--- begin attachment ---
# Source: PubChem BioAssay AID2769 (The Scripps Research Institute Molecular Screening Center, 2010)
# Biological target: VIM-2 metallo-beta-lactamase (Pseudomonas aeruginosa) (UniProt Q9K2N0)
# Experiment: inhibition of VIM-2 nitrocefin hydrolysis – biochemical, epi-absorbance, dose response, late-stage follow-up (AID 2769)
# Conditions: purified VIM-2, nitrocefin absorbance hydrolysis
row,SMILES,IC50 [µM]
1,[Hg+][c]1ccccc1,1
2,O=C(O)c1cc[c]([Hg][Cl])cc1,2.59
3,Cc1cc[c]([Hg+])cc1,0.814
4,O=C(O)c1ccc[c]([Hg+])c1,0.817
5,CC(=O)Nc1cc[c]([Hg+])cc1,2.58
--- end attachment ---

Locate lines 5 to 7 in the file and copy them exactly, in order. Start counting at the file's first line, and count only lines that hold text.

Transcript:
row,SMILES,IC50 [µM]
1,[Hg+][c]1ccccc1,1
2,O=C(O)c1cc[c]([Hg][Cl])cc1,2.59